The Blather Factor
Martin Luther King did so in in Washington, D.C., on Wednesday, August 28, 1963. Standing in front of the Lincoln Memorial, he delivered his historic "I Have a Dream" speech advocating that racial harmony should prevail upon the civil rights march he had organized. Whilst there was significant opposition to Dr. King's perspective, ultimately the extent of support for his views proved to be overwhelming, so that in the end they prevailed.
Dr. King's successful and (in the opinion of this observer) socially beneficial civil rights campaign depended, for its success, upon demonstrating that the views advocated had the passionate support of millions of individuals who were willing to endure severe hardships and unjustifiable mistreatment in order to demonstrate that their demand for civil rights to be extended equally to all U.S citizens regardless of race, religion or other socially divisive factors should prevail.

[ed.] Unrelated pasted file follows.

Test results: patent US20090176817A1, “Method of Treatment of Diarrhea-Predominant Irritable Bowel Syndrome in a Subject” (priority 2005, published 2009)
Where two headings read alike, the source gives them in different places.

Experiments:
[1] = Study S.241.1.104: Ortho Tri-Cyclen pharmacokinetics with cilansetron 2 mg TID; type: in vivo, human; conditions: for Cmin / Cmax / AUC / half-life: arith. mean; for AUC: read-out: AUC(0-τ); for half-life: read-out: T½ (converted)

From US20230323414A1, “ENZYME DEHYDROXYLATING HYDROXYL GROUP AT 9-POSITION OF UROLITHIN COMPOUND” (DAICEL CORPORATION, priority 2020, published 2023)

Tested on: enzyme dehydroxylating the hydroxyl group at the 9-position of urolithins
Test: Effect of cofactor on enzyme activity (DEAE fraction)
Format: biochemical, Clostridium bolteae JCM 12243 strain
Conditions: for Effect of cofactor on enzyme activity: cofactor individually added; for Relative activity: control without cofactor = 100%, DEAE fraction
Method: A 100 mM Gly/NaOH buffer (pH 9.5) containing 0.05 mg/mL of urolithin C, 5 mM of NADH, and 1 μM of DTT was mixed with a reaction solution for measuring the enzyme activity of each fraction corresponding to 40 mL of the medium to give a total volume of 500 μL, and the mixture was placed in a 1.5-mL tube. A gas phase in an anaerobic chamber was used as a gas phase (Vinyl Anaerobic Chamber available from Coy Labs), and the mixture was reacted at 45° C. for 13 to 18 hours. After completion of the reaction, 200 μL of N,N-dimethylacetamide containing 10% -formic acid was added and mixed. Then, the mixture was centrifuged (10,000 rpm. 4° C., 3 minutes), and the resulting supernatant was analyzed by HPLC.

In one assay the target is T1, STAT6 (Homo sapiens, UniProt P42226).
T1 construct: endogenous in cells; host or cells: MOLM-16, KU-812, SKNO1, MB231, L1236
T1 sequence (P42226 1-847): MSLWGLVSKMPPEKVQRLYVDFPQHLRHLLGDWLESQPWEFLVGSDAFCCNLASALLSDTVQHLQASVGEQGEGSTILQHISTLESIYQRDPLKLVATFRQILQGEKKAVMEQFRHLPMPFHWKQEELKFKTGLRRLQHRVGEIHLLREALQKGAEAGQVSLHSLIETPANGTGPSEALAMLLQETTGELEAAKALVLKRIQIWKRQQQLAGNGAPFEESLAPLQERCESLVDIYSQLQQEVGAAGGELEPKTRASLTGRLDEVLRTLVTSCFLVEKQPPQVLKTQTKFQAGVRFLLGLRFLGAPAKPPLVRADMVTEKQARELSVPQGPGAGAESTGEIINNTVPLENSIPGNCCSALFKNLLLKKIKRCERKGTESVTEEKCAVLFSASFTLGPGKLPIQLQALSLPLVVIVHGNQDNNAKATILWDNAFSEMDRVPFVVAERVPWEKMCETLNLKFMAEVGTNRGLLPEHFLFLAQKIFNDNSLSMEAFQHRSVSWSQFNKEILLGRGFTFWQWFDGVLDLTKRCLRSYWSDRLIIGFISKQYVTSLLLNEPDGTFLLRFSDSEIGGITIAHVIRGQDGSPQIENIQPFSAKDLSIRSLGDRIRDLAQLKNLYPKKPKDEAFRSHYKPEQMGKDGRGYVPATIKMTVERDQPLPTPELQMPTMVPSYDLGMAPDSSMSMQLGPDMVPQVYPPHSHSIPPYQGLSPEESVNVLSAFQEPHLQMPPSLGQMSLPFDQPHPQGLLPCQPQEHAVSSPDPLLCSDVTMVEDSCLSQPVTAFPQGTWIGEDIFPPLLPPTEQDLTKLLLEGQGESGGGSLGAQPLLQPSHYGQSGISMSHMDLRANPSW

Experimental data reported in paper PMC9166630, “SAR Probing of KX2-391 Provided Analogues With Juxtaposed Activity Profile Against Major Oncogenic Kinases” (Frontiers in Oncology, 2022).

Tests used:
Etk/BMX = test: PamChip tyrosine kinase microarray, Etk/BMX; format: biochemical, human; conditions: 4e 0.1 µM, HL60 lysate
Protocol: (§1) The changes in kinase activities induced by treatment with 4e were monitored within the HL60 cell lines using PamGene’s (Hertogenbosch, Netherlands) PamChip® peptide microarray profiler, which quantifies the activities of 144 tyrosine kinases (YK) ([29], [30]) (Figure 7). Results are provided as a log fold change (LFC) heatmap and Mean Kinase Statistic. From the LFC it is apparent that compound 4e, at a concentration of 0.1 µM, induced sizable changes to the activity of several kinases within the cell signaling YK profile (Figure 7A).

In stark contrast to this grand and majestic social movement of the past, we are now obliged to examine far more uncertain and inadequately presented demands of certain "archaeologists," who dogmatically insist that "preservation of the archaeological record" is of such overriding importance that it should take precedence over all other human concerns and activities.
That is (on the face of it) an impossible proposal, absent a convincing demonstration that social justice depends upon assent to these demands.
What has thus far been advanced as substantiation for these demands? One would be hard pressed to find much, other than what Paul Barford has published in his notorious PACHI blog.
It is appropriate to examine what might be termed the "blather factor." How much weight and importance should, in a critical examination, be given to blogs such as Mr. Barford's?